Omega is the leader of Bullet Club and he deserves the brunt of the scrutiny. Omega is talented enough to right this ship and to make Bullet Club great again, but it’ll be interesting to see if he has the desire and the amount of time to do it.
IWGP Heavyweight Championship
Kazuchika Okada def. Tetsuya Naito ©
The video package prior to the match did a great job playing out the relationship Naito has had with the Osaka crowd over the last couple of years. It included Naito’s promo telling the Osaka faithful that the next time they see him he will be the IWGP Champion, which was well received by Osaka. That was until Naito lost to Okada at Wrestle Kingdom 8 and Naito had to return to Osaka with egg on his face to a chorus of boos. Once the video was done playing the Osaka crowd started a loud “OKADA! OKADA!” chant.
Okada made his entrance by himself sans Gedo. This fit in perfectly with Okada’s desire to wrestle Naito in classic IWGP Championship match with no interference. In contrast, Naito comes to the ring with all of his troops. During his entrance Naito found Kidani and offered to shake hands. Kidani reluctantly shook Naito’s hand and the crowd gasped.
Before the bell rings Okada asked Naito one more time to make this a fair fight. One-on-one without anyone from either faction ringside. Naito finally obliged and sends the troops packing.
Okada worked this match with the same cockiness he has always harnessed, but with a better sense of urgency. As if Okada has matured and is taking this match 100% seriously. As if Okada is bearing the responsibility of the whole promotion on his shoulders. As if Okada is taking seriously that he is now the ACE of New Japan after Tanahashi passed the torch to Okada at Wrestle Kingdom 10. Naito hung with Okada hold-for-hold, move-for-move until Okada finally pulled out the big guns. Naito kicked out of the first Rain Maker that Okada hit him with which was symbolic of Naito’s status in New Japan. The only man to ever kick out of the Rainmaker prior to this match was Tanahashi. Okada then went in for the kill. Okada hit Naito with three more Rainmakers to finish the job and to finally take down the ultimate super villain of New Japan. Kidani’s prized fighter has made his dreams come true by ending the nightmare of Los Ingobernables.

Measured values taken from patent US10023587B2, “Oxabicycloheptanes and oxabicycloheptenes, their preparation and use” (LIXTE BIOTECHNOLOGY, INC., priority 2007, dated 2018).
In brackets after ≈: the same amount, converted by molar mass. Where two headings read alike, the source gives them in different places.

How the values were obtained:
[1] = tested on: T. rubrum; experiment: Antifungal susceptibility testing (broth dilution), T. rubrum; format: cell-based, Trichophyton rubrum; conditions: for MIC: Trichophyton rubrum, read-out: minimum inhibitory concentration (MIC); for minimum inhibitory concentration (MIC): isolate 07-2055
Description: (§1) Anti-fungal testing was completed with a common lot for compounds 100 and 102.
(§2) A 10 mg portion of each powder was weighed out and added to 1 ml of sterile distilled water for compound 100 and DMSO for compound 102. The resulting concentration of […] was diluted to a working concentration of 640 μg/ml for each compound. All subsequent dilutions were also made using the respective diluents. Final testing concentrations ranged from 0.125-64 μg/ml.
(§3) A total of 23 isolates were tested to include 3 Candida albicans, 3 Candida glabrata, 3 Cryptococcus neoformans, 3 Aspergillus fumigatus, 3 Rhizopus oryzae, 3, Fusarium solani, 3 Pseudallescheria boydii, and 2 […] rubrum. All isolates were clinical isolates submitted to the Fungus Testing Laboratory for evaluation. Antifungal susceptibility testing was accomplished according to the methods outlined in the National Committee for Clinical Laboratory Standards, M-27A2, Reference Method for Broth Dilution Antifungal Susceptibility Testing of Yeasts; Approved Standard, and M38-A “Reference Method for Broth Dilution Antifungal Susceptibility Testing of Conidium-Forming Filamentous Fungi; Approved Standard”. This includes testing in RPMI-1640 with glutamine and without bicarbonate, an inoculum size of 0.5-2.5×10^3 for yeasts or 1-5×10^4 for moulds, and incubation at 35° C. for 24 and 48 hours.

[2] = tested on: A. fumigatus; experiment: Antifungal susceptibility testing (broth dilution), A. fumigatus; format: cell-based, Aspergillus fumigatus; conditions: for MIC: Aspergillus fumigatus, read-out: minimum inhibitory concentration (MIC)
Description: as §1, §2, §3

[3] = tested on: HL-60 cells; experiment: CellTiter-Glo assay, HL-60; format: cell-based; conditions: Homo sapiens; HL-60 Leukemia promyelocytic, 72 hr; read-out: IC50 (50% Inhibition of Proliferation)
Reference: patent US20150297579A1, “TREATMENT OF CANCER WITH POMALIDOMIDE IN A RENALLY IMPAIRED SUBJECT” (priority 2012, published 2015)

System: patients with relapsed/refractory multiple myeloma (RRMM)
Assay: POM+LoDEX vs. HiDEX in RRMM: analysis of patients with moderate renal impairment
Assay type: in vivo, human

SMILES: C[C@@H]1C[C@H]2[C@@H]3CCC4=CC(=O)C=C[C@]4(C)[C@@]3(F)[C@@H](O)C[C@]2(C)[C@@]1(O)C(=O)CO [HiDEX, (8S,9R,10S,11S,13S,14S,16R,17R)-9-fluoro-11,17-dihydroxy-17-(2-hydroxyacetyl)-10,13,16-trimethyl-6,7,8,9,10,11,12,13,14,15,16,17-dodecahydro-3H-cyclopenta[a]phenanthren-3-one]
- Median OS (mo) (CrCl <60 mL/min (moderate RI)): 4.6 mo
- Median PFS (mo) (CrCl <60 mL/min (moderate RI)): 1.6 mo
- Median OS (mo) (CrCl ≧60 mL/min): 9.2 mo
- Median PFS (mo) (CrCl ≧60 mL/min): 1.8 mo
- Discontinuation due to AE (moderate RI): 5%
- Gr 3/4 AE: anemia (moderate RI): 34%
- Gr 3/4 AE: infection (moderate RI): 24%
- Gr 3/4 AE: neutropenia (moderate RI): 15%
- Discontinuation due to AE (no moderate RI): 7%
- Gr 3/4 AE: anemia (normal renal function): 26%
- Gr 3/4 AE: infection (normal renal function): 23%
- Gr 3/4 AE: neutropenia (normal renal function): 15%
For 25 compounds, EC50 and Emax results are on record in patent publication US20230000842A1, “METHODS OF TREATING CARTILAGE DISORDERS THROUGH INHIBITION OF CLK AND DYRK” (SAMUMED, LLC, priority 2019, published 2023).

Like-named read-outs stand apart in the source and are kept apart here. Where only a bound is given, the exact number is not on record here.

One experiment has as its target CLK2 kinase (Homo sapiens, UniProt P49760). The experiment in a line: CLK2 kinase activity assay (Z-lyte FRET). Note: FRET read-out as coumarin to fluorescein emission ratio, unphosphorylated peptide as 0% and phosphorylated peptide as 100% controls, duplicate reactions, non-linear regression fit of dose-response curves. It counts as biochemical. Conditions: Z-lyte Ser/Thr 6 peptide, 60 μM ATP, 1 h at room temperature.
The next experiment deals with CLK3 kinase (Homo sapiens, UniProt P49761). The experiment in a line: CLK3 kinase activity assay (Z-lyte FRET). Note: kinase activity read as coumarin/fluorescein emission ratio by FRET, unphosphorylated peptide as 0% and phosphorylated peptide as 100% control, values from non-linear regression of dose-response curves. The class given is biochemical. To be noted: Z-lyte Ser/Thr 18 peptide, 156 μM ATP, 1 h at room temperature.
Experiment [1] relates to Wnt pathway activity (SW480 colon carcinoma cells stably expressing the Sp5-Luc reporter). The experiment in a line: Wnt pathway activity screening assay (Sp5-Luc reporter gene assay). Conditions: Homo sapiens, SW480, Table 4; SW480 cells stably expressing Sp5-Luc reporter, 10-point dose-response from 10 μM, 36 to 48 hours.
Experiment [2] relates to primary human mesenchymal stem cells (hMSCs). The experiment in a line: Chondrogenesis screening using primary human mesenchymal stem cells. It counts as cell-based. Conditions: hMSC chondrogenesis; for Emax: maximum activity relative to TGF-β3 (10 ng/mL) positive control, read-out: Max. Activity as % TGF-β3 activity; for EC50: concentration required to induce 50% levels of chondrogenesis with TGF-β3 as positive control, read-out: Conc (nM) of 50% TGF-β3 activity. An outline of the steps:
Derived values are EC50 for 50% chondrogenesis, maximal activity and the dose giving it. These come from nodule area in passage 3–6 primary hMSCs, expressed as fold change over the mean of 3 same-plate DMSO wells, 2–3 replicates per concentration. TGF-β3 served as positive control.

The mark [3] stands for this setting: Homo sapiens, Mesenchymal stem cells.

Since Okada came back from excursion in 2011 the only guy to really defeat him in a fair IWGP title match was Tanahashi and Okada vanquished him at Wrestle Kingdom 10. Naito couldn’t defeat Okada in a fair fight today and that proves that Okada is the man. Okada is the king. Okada is the ACE of New Japan Pro Wrestling.
When Okada hit Naito with the second, and third, and then the fourth Rainmaker you knew this match was over. The result was shocking as the expectation was for Okada to lose today, win the G1 in August, and challenge Naito for a second time at the Tokyo Dome in January. The result may be shocking today, and maybe even cringey to some, but in hindsight when we look back at Dominion 2016, we will all agree that this was the right move. ****½
NJPW Dominion 2016 was a really solid show, but didn’t quite live up to the overall quality of the last two year’s Dominion shows. The main event was excellent and NJPW is on a clear path to continued greatness. In a post Nakamura/Tanahashi world we have Okada/Naito and dare I say the latter pair will provide us with a better era of NJPW.